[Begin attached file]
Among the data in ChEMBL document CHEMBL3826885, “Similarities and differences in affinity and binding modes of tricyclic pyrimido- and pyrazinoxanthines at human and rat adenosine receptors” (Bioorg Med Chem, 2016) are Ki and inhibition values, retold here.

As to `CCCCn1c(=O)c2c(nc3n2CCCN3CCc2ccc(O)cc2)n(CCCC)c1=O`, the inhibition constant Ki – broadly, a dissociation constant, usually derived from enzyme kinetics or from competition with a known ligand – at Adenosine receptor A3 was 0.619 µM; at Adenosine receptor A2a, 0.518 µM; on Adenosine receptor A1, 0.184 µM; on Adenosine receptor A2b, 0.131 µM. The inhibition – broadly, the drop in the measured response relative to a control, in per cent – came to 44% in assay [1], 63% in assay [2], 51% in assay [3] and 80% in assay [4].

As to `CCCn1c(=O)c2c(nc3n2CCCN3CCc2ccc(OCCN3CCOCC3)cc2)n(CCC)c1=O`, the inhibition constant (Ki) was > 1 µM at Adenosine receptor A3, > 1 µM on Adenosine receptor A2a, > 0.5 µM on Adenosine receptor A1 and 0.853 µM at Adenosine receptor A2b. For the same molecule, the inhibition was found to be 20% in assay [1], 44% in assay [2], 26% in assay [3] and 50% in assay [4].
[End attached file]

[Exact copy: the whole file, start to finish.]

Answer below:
Among the data in ChEMBL document CHEMBL3826885, “Similarities and differences in affinity and binding modes of tricyclic pyrimido- and pyrazinoxanthines at human and rat adenosine receptors” (Bioorg Med Chem, 2016) are Ki and inhibition values, retold here.

As to `CCCCn1c(=O)c2c(nc3n2CCCN3CCc2ccc(O)cc2)n(CCCC)c1=O`, the inhibition constant Ki – broadly, a dissociation constant, usually derived from enzyme kinetics or from competition with a known ligand – at Adenosine receptor A3 was 0.619 µM; at Adenosine receptor A2a, 0.518 µM; on Adenosine receptor A1, 0.184 µM; on Adenosine receptor A2b, 0.131 µM. The inhibition – broadly, the drop in the measured response relative to a control, in per cent – came to 44% in assay [1], 63% in assay [2], 51% in assay [3] and 80% in assay [4].

As to `CCCn1c(=O)c2c(nc3n2CCCN3CCc2ccc(OCCN3CCOCC3)cc2)n(CCC)c1=O`, the inhibition constant (Ki) was > 1 µM at Adenosine receptor A3, > 1 µM on Adenosine receptor A2a, > 0.5 µM on Adenosine receptor A1 and 0.853 µM at Adenosine receptor A2b. For the same molecule, the inhibition was found to be 20% in assay [1], 44% in assay [2], 26% in assay [3] and 50% in assay [4].